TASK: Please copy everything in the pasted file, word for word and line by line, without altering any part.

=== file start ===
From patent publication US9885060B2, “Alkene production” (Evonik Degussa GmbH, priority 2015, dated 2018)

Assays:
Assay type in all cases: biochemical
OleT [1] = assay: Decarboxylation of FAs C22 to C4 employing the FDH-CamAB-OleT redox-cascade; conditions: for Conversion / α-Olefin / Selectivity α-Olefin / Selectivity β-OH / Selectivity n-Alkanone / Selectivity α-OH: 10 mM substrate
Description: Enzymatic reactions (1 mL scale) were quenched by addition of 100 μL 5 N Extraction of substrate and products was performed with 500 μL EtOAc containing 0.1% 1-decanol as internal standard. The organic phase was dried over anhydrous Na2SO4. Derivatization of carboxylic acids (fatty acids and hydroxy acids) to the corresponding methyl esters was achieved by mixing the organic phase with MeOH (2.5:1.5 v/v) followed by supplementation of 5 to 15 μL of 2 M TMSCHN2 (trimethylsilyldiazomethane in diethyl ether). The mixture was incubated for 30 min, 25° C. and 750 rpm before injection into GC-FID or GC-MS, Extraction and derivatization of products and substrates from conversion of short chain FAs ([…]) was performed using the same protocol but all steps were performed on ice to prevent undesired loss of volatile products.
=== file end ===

From patent publication US9885060B2, “Alkene production” (Evonik Degussa GmbH, priority 2015, dated 2018)

Assays:
Assay type in all cases: biochemical
OleT [1] = assay: Decarboxylation of FAs C22 to C4 employing the FDH-CamAB-OleT redox-cascade; conditions: for Conversion / α-Olefin / Selectivity α-Olefin / Selectivity β-OH / Selectivity n-Alkanone / Selectivity α-OH: 10 mM substrate
Description: Enzymatic reactions (1 mL scale) were quenched by addition of 100 μL 5 N Extraction of substrate and products was performed with 500 μL EtOAc containing 0.1% 1-decanol as internal standard. The organic phase was dried over anhydrous Na2SO4. Derivatization of carboxylic acids (fatty acids and hydroxy acids) to the corresponding methyl esters was achieved by mixing the organic phase with MeOH (2.5:1.5 v/v) followed by supplementation of 5 to 15 μL of 2 M TMSCHN2 (trimethylsilyldiazomethane in diethyl ether). The mixture was incubated for 30 min, 25° C. and 750 rpm before injection into GC-FID or GC-MS, Extraction and derivatization of products and substrates from conversion of short chain FAs ([…]) was performed using the same protocol but all steps were performed on ice to prevent undesired loss of volatile products.